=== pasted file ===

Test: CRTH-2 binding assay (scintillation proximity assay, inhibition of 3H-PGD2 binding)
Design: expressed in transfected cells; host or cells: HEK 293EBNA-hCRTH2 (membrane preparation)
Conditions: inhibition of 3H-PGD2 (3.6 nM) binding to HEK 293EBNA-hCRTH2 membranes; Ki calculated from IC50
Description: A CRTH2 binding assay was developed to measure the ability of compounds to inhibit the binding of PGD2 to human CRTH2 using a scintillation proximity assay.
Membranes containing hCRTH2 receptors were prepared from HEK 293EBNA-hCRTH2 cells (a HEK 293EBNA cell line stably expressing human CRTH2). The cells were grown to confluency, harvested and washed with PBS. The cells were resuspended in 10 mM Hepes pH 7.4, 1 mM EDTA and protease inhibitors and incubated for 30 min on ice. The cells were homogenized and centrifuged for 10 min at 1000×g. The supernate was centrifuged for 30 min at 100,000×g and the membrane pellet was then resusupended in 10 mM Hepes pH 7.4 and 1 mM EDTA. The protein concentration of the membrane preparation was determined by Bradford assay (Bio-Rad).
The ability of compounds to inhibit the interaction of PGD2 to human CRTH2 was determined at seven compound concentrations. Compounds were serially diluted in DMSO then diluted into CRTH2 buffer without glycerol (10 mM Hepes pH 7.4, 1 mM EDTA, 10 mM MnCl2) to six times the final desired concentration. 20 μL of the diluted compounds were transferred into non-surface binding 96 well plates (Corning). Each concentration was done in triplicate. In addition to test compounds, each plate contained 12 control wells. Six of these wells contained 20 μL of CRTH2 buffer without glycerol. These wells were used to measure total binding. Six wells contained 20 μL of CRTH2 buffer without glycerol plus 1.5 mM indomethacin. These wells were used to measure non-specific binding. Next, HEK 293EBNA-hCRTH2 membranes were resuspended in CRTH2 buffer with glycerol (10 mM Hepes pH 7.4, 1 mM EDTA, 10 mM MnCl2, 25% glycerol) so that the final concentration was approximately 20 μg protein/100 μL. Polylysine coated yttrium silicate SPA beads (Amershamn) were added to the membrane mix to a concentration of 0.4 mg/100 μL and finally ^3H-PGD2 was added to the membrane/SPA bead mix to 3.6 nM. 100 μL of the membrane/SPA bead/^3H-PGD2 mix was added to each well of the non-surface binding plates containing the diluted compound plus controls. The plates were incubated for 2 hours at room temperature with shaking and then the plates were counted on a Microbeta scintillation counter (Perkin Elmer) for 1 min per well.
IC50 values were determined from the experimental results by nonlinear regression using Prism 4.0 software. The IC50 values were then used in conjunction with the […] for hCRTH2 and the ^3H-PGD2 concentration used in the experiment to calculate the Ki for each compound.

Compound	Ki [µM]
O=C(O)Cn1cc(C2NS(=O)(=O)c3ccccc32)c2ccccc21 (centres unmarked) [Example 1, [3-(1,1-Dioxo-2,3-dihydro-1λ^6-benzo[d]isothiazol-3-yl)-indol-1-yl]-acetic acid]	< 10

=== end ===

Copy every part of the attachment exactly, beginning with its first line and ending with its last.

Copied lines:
Test: CRTH-2 binding assay (scintillation proximity assay, inhibition of 3H-PGD2 binding)
Design: expressed in transfected cells; host or cells: HEK 293EBNA-hCRTH2 (membrane preparation)
Conditions: inhibition of 3H-PGD2 (3.6 nM) binding to HEK 293EBNA-hCRTH2 membranes; Ki calculated from IC50
Description: A CRTH2 binding assay was developed to measure the ability of compounds to inhibit the binding of PGD2 to human CRTH2 using a scintillation proximity assay.
Membranes containing hCRTH2 receptors were prepared from HEK 293EBNA-hCRTH2 cells (a HEK 293EBNA cell line stably expressing human CRTH2). The cells were grown to confluency, harvested and washed with PBS. The cells were resuspended in 10 mM Hepes pH 7.4, 1 mM EDTA and protease inhibitors and incubated for 30 min on ice. The cells were homogenized and centrifuged for 10 min at 1000×g. The supernate was centrifuged for 30 min at 100,000×g and the membrane pellet was then resusupended in 10 mM Hepes pH 7.4 and 1 mM EDTA. The protein concentration of the membrane preparation was determined by Bradford assay (Bio-Rad).
The ability of compounds to inhibit the interaction of PGD2 to human CRTH2 was determined at seven compound concentrations. Compounds were serially diluted in DMSO then diluted into CRTH2 buffer without glycerol (10 mM Hepes pH 7.4, 1 mM EDTA, 10 mM MnCl2) to six times the final desired concentration. 20 μL of the diluted compounds were transferred into non-surface binding 96 well plates (Corning). Each concentration was done in triplicate. In addition to test compounds, each plate contained 12 control wells. Six of these wells contained 20 μL of CRTH2 buffer without glycerol. These wells were used to measure total binding. Six wells contained 20 μL of CRTH2 buffer without glycerol plus 1.5 mM indomethacin. These wells were used to measure non-specific binding. Next, HEK 293EBNA-hCRTH2 membranes were resuspended in CRTH2 buffer with glycerol (10 mM Hepes pH 7.4, 1 mM EDTA, 10 mM MnCl2, 25% glycerol) so that the final concentration was approximately 20 μg protein/100 μL. Polylysine coated yttrium silicate SPA beads (Amershamn) were added to the membrane mix to a concentration of 0.4 mg/100 μL and finally ^3H-PGD2 was added to the membrane/SPA bead mix to 3.6 nM. 100 μL of the membrane/SPA bead/^3H-PGD2 mix was added to each well of the non-surface binding plates containing the diluted compound plus controls. The plates were incubated for 2 hours at room temperature with shaking and then the plates were counted on a Microbeta scintillation counter (Perkin Elmer) for 1 min per well.
IC50 values were determined from the experimental results by nonlinear regression using Prism 4.0 software. The IC50 values were then used in conjunction with the […] for hCRTH2 and the ^3H-PGD2 concentration used in the experiment to calculate the Ki for each compound.

Compound	Ki [µM]
O=C(O)Cn1cc(C2NS(=O)(=O)c3ccccc32)c2ccccc21 (centres unmarked) [Example 1, [3-(1,1-Dioxo-2,3-dihydro-1λ^6-benzo[d]isothiazol-3-yl)-indol-1-yl]-acetic acid]	< 10